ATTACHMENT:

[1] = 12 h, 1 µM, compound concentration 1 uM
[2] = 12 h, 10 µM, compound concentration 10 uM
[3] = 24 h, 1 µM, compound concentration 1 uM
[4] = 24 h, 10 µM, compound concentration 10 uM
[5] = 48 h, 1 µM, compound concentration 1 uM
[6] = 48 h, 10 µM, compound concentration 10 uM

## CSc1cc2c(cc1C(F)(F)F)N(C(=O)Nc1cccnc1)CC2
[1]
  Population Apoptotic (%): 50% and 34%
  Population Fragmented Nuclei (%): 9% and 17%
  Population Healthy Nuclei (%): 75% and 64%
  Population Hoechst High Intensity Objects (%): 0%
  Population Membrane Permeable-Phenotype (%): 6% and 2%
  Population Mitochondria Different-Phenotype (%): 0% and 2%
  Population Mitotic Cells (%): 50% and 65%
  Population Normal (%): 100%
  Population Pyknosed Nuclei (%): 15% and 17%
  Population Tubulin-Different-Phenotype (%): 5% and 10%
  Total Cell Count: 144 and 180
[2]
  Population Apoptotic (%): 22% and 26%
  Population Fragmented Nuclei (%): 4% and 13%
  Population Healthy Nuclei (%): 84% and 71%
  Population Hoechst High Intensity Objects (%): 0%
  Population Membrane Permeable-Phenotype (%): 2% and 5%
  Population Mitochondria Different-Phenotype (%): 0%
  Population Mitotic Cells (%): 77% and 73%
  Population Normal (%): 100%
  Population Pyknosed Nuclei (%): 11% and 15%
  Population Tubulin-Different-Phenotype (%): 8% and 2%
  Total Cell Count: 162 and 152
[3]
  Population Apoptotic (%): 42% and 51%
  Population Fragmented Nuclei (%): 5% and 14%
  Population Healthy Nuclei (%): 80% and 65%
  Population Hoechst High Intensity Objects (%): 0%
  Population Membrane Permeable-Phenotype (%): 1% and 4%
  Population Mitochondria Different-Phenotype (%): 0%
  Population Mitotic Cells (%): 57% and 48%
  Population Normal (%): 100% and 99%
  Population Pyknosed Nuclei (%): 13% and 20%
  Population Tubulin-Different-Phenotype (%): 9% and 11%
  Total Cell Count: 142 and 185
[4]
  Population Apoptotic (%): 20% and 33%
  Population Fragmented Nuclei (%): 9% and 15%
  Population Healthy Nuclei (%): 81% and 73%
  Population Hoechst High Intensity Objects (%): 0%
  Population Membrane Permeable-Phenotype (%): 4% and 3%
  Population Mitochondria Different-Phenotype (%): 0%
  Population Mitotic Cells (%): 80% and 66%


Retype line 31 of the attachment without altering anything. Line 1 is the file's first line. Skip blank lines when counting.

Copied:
  Total Cell Count: 162 and 152